6.5  Alloy Phase Diagrams ..................................... 282
     6.5.1  Constructing the Effective Energy: Cluster
            Expansions ........................................ 283
     6.5.2  Statistical Mechanics for the Effective
            Hamiltonian ....................................... 291
     6.5.3  The Effective Hamiltonian Revisited: Relaxations
            and Vibrations .................................... 297
     6.5.4  The Alloy Free Energy ............................. 299
6.5.5  Case Study: Oxygen Ordering in High TC
            Superconductors ................................... 300
6.6  Summary .................................................. 304
6.7  Further Reading .......................................... 304
6.8  Problems ................................................. 305

Part three: Geometric Structures in Solids: Defects and
Microstructures ............................................... 309
7    Point Defects in Solids .................................. 311
7.1  Point Defects and Material Response ...................... 311
     7.1.1  Material Properties Related to Point Disorder ..... 312
7.2  Diffusion ................................................ 318
     7.2.1  Effective Theories of Diffusion ................... 318
7.3  Geometries and Energies of Point Defects ................. 326
     7.3.1  Crystallographic Preliminaries .................... 327
     7.3.2  A Continuum Perspective on Point Defects .......... 328
     7.3.3  Microscopic Theories of Point Defects ............. 332
     7.3.4  Point Defects in Si: A Case Study ................. 341
7.4  Point Defect Motions ..................................... 344
     7.4.1  Material Parameters for Mass Transport ............ 345
     7.4.2  Diffusion via Transition State Theory ............. 346
     7.4.3  Diffusion via Molecular Dynamics .................. 351
     7.4.4  A Case Study in Diffusion: Interstitials in Si .... 353
7.5  Defect Clustering ........................................ 356
7.6  Further Reading .......................................... 356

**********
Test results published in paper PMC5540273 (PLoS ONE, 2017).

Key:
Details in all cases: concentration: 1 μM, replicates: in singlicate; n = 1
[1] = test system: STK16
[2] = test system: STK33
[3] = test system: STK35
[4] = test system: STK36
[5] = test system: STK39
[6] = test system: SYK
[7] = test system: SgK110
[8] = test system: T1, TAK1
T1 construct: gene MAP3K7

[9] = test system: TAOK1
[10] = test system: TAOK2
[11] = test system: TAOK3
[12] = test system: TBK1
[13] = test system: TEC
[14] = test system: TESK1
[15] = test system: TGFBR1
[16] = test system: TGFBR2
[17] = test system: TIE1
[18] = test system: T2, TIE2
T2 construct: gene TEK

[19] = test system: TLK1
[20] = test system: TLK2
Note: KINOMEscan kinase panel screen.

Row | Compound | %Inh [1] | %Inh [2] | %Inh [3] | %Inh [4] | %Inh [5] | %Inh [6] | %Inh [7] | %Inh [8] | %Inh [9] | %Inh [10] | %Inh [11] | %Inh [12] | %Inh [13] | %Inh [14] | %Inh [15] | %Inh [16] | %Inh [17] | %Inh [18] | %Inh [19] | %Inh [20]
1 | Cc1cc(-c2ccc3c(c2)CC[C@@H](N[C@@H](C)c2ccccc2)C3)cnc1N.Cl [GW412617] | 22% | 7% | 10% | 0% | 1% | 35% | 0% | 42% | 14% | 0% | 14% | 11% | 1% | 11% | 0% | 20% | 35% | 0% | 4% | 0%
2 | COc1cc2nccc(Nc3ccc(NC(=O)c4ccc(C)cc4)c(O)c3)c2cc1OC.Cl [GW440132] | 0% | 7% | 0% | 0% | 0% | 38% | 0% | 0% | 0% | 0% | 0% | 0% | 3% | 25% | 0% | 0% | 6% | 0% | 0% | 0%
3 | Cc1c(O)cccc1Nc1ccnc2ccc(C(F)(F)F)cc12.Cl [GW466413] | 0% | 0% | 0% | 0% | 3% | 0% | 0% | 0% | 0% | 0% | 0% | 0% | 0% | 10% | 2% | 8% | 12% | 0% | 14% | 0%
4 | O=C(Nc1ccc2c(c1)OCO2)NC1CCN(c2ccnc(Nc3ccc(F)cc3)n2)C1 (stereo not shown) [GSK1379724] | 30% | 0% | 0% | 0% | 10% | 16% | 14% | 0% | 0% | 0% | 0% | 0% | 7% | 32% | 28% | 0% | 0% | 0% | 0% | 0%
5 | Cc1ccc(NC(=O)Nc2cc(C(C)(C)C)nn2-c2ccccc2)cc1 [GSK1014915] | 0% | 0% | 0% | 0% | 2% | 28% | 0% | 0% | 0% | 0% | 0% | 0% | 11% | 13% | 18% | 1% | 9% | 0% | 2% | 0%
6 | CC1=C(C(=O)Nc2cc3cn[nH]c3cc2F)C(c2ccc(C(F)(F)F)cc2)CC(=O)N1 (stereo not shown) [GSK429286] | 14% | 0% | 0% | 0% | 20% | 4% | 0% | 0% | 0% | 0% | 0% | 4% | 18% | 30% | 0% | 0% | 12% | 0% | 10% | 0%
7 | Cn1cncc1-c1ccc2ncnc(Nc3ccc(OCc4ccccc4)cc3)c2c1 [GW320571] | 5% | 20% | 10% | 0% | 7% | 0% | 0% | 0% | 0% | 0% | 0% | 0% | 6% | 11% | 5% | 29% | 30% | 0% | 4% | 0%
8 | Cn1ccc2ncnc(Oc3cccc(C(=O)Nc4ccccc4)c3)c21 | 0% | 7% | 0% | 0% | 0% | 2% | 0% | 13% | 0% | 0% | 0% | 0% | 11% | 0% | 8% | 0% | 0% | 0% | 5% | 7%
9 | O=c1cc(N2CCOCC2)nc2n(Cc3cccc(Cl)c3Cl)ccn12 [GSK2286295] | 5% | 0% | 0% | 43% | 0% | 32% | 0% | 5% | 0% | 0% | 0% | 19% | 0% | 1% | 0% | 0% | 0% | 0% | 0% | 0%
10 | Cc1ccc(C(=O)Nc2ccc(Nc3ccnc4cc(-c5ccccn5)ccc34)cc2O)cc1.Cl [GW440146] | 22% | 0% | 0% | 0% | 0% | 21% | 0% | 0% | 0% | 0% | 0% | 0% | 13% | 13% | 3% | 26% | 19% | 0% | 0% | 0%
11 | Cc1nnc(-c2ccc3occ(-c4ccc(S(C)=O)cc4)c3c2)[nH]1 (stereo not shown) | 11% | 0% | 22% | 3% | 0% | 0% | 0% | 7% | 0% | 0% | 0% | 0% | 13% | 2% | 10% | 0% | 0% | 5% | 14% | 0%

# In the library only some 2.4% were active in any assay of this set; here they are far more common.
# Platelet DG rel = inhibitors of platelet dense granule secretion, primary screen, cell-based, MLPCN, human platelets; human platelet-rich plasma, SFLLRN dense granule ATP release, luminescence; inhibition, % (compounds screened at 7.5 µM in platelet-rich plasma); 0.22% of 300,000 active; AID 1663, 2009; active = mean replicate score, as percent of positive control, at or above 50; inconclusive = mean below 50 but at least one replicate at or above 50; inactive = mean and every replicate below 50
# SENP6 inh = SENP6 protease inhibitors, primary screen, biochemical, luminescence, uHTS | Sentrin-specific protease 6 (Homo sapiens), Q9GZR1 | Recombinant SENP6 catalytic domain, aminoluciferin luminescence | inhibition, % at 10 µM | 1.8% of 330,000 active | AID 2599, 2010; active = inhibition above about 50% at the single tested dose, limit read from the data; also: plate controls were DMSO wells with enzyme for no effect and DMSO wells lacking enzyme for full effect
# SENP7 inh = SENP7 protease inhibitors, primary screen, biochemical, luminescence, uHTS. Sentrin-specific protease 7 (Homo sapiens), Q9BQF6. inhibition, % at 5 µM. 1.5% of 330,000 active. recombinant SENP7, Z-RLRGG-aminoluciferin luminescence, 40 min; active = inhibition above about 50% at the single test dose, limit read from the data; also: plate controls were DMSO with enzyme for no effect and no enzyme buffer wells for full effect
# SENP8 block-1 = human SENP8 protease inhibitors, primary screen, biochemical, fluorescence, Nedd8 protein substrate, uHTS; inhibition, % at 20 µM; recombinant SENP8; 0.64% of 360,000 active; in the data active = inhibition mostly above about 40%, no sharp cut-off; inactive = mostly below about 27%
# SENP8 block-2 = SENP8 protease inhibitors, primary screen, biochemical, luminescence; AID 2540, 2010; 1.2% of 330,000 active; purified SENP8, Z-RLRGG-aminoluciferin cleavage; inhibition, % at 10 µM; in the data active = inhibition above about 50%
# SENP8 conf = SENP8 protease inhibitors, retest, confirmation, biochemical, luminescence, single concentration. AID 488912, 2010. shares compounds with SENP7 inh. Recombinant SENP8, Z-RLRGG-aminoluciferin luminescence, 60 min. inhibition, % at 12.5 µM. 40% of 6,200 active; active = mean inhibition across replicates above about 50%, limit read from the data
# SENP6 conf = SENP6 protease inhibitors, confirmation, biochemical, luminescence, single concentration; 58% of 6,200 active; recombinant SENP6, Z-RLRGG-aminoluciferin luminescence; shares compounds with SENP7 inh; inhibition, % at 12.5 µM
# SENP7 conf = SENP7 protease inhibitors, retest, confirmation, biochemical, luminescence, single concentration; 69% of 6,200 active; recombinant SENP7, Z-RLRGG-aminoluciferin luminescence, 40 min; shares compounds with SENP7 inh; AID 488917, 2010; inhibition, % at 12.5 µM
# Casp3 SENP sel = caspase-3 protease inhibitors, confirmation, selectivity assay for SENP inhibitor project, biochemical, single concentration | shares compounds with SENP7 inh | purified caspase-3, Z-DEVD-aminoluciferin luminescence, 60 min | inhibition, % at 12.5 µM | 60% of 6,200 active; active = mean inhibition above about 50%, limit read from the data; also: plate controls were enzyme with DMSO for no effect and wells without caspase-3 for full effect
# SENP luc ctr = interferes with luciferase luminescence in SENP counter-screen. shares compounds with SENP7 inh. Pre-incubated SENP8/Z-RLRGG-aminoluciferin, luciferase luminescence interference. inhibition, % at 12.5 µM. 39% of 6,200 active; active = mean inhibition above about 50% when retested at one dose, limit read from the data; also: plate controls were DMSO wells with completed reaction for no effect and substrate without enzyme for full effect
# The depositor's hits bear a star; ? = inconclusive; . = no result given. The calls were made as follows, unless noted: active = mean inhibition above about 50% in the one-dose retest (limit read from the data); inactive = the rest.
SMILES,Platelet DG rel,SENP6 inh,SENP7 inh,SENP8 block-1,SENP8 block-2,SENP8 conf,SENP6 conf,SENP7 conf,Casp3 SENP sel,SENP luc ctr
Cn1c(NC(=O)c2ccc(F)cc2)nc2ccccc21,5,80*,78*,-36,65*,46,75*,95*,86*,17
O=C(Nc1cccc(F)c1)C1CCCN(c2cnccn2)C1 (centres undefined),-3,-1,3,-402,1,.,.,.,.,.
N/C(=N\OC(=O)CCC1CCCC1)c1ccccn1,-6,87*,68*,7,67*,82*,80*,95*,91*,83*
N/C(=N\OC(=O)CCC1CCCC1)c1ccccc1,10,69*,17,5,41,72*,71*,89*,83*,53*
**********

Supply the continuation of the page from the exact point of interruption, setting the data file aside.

7.7  Problems ................................................. 359

8    Line Defects in Solids ................................... 362
8.1  Permanent Deformation of Materials ....................... 362
     8.1.1  Yield and Hardening ............................... 363
     8.1.2  Structural Consequences of Plastic Deformation .... 365
     8.1.3  Single Crystal Slip and the Schmid Law ............ 367
8.2  The Ideal Strength Concept and the Need for
     Dislocations ............................................. 369
8.3  Geometry of Slip ......................................... 371
     8.3.1  Topological Signature of Dislocations ............. 372
     8.3.2  Crystallography of Slip ........................... 375
8.4  Elastic Models of Single Dislocations .................... 382
     8.4.1  The Screw Dislocation ............................. 382
     8.4.2  The Volterra Formula .............................. 388
     8.4.3  The Edge Dislocation .............................. 391
     8.4.4  Mixed Dislocations ................................ 392
8.5  Interaction Energies and Forces .......................... 393
     8.5.1  The Peach-Koehler Formula ......................... 395
     8.5.2  Interactions and Images: Peach-Koehler Applied .... 398
     8.5.3  The Line Tension Approximation .................... 402
8.6  Modeling the Dislocation Core: Beyond Linearity .......... 404
     8.6.1  Dislocation Dissociation .......................... 404
     8.6.2  The Peierls-Nabarro Model ......................... 406
     8.6.3  Structural Details of the Dislocation Core ........ 412
8.7  Three-Dimensional Dislocation Configurations ............. 415
     8.7.1  Dislocation Bow-Out ............................... 416
     8.7.2  Kinks and Jogs .................................... 418
     8.7.3  Cross Slip ........................................ 423
     8.7.4  Dislocation Sources ............................... 426
     8.7.5  Dislocation Junctions ............................. 430
8.8  Further Reading .......................................... 435
8.9  Problems ................................................. 437